• Following growth of less than 1% in 2019, the Coronavirus (COVID-19) pandemic is expected to weigh heavily on the #Palestinian economy leading to a contraction of 2.5% in 2020 - at a best-case scenario.
• 1/4 of the Palestinian workforce was unemployed and 24% of #Palestinians lived below the poverty line of US$ 5.5 a day, prior to the pandemic. The spread of the Coronavirus (COVID-19) has worsened the situation.
• The Palestinian Authority estimates US$120 million to respond to the medical needs alone. With donor funding at its lowest in decades, the #Palestinian financing gap in 2020 could exceed US$1billion.
• In the absence of policy tools available for the Palestinian Authority and if the #coronavirus outbreak is not controlled within 4 months, the economic contraction may exceed 7 percent.
Following a ﬁscal crisis in 2019, the Palestinian economy was projected to slowly recover in 2020. However, the Covid-19 outbreak seems to be largely weighing on economic activity. Living conditions are diﬃcult with a quarter of the labor force unemployed and 24 percent of Palestinians living below the US$5.5 2011 PPP a day – even prior to the recent outbreak. A larger than expected decline in aid and a further spread of the Covid-19 virus pose signiﬁcant downside risks.
Growth in 2019 is estimated to have been weak, reaching 0.9 percent, as economic activity was disrupted for most of the year due to the ﬁscal crisis. Notably, this outturn is a result of Gaza registering minimal positive growth following a steep recession in 2018 (-3.5 percent), while growth in the West Bank in 2019 is expected to reach the lowest level over the last ﬁve years (1.1 percent), down from 2.3 percent in 2018. Going forward, measures put in place by the PA since early March 2020 to halt the spread of the covid-19 outbreak, while eﬀective in limiting the spread of the virus, seem to have resulted in disruptions in economic activity, especially in the West Bank. As a result, the economy is expected to contract by 2.5 percent in 2020.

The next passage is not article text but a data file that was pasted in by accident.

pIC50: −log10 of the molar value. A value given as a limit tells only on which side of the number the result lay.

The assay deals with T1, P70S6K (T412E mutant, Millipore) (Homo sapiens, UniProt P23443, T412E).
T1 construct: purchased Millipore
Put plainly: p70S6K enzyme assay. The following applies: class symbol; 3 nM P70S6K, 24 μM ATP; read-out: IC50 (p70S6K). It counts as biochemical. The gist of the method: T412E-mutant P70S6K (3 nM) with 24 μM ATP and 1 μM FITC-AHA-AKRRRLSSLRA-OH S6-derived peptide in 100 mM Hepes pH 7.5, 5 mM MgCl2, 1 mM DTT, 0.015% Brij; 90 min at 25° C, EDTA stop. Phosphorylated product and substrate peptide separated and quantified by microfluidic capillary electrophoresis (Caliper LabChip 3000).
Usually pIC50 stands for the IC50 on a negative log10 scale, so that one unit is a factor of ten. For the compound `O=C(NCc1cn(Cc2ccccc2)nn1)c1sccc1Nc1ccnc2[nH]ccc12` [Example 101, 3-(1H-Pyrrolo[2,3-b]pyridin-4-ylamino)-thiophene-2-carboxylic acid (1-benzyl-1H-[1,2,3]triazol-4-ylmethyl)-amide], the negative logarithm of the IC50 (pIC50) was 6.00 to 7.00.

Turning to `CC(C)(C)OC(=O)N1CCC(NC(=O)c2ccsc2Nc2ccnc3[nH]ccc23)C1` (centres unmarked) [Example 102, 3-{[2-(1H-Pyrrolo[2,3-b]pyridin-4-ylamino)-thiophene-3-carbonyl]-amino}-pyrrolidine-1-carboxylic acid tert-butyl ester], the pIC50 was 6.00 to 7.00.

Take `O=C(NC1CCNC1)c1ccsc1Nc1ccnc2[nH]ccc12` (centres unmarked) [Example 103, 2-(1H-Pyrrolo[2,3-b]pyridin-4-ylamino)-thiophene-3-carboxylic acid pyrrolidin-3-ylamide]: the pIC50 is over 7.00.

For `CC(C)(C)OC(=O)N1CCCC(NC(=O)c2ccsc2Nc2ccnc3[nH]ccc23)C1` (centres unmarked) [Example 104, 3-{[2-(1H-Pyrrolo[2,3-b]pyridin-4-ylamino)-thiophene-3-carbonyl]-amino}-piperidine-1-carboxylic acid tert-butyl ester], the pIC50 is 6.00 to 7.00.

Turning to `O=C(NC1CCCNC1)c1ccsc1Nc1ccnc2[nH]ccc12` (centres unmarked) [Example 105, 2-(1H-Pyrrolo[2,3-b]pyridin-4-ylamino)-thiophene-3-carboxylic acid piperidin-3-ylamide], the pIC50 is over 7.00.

There are signiﬁcant risks to the outlook. If the covid-19 outbreak is not controlled soon, its impact on economic activity and livelihoods is going to be severe. Under this scenario, drastic measures are expected to be put in place including a complete lock down on the West Bank and Gaza and a ban on movement between cities. Private sector representatives have also announced plans to cut pay by ﬁfty percent. The largest impact would be through a decision to stop the entrance of more than 140,000 Palestinian workers to Israel, as those workers and their families account for a third of private consumption given their higher take-home pay. A sharp reduction in the number of tourists is also expected to contribute negatively. The lack of policy tools, such as ﬁscal stimulus, liquidity injections, or external borrowing could leave the economy vulnerable. The impact on consumption could be severe and the economy could contract by more than 7 percent.